Theon arrived at the Dreadfort as part of Stannis’s high-level strategy… to capture the Dreadfort under a false flag and draw the Boltons from Winterfell.

Why would Theon send such a letter to Jon Snow?

The Pink Letter’s purpose: To provoke. To inform. To confuse.

In short, the letter contains secret intelligence and/or messages. Yet the letter is written in a confusing and cryptic fashion, in order to confuse any readers who are unaware of the presence of secret content.

NOTE: The nature of these cryptic messages is not currently the focus of this essay. This essay has a very specific scope: to argue that Theon is the author of the infamous Pink Letter.

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A Confederacy of Stewards

THE MANNIFESTO: VOLUME TBD

So I’m uh … I’m frankly terrified of publishing the following essay. In a series of essays making big claims, I am about to make some of the boldest and most contentious claims yet.

Where to begin the madness in this essay?

A fair criticism of the Mannifesto is that it paints Stannis and a few others as geniuses capable of little error and grand calculation. The Baratheon war machine as described in the various essays heretofore is well-oiled, precise in its engineering. However, such precision naturally leads to a weakness: throw a well placed wrench into the works and the entire machine can crash to a irreparable halt.

All it takes is a few unpredictable events to undermine the success of Stannis’s campaign.

Stepping further in this direction, most people believe that the unexpected sabotage will come in the form of something unpredictable from Ramsay Bolton. However, I disagree:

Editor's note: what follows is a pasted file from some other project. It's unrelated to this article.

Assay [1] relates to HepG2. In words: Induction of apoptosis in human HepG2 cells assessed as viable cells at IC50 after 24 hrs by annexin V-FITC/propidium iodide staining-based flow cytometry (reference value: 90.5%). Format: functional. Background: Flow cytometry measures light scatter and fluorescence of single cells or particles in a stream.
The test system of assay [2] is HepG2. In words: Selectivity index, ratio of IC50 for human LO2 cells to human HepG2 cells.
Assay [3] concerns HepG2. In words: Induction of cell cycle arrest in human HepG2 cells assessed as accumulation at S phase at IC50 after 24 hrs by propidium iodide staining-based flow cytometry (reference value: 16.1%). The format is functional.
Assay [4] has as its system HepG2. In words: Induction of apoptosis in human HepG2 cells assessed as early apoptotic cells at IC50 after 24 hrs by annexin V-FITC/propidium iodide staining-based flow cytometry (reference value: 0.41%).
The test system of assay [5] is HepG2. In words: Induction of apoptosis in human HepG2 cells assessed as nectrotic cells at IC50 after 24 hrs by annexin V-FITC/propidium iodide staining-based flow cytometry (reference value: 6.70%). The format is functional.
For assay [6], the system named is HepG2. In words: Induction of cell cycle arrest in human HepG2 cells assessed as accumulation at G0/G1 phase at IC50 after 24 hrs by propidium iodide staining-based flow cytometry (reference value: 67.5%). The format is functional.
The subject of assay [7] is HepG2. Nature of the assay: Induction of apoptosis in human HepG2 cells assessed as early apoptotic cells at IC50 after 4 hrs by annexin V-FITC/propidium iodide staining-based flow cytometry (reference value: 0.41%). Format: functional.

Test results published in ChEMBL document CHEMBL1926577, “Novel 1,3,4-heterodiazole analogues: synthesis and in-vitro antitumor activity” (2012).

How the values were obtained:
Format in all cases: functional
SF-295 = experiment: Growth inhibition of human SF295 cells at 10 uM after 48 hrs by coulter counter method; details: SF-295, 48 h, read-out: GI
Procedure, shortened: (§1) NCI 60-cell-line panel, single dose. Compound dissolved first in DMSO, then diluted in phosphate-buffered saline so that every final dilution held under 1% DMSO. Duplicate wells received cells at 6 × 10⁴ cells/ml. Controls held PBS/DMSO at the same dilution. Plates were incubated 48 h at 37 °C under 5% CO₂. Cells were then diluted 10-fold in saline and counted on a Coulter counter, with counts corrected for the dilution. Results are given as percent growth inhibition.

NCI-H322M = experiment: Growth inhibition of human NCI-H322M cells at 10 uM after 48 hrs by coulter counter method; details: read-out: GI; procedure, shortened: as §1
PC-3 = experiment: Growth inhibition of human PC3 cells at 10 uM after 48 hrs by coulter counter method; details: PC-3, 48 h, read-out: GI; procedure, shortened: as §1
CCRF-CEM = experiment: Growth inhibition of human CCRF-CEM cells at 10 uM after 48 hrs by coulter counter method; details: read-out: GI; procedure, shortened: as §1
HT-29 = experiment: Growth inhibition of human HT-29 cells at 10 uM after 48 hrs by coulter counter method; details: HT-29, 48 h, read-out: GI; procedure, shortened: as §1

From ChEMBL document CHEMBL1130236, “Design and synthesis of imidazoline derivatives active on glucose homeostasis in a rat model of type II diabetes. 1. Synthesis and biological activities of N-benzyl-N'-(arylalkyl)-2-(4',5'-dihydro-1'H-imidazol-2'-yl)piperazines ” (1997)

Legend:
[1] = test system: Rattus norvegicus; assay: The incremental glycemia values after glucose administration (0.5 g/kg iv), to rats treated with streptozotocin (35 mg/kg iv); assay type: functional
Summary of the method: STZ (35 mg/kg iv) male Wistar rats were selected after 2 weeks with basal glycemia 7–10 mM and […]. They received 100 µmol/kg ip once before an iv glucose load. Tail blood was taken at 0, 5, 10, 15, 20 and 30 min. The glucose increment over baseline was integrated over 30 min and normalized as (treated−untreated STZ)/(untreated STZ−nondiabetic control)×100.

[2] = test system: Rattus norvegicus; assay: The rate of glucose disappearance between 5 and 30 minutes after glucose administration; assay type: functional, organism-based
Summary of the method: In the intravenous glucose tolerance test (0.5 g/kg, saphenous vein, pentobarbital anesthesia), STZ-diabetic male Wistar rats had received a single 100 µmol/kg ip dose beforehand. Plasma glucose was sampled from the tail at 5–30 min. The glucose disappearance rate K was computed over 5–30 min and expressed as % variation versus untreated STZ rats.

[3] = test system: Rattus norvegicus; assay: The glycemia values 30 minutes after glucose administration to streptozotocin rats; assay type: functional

Stannis’s campaign may have been indirectly sabotaged by Cersei Lannister.

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A League of Their Own

THE MANNIFESTO: VOLUME I, CHAPTER VII

To be quite frank, this essay doesn’t need polished presentation, nor well-articulated reason, nor well-timed salvos of ‘mind-shattering new theory’. I simply plan to prove the following:

Stannis’s campaign in the north draws directly on elements of Napoleon Bonaparte’s most famous triumphs: at Ulm, Austerlitz, and Arcola.

Specific elements of Stannis’s northern campaign are derived from Hannibal’s famous victory at the Battle of Cannae.

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A Nefarious Investment

THE MANNIFESTO: APPENDIX I, CHAPTER IX

NOTE: If you are desperate to see the TL;DR, scroll down… it is near the table of contents.

In our final essay regarding Tycho Nestoris, I want to discuss the nature of his urgency.

Why was Tycho willing to take such great risks to reach Stannis as fast as humanly possible?

There are several obvious financial reasons, easily understood and reconciled with textual evidence or obvious reasoning.

Yet there is one other reason, both secret and massive, for the Iron Bank’s support, a self-serving power play that the bank can deliver to Stannis on a platter.

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The Mockingbird’s Sweet Poison

In this two-part essay series I would like to unveil two major secrets, one regarding Robert Arryn and the other Clydas, the meek ‘maester’ at Castle Black.

The revelations proposed in these essays have significant implications, suggesting sinister plots in the Vale and on the Wall. In fact, one could argue that these discoveries enable a process by which we can begin to unravel some of the central events from A Dance with Dragons.

Getting to the point, this two-part series provides evidence and reasoning to support the following arguments:

Part One:

Lysa Tully was drugging Robert Arryn for quite some time, perhaps even years.

Littlefinger abuses this knowledge to engineer Robert’s death.

Part Two (forthcoming):

Clydas is abusing the same drug.

Although seemingly of trivial importance, these observations will later be shown to have tremendous implications. Continue reading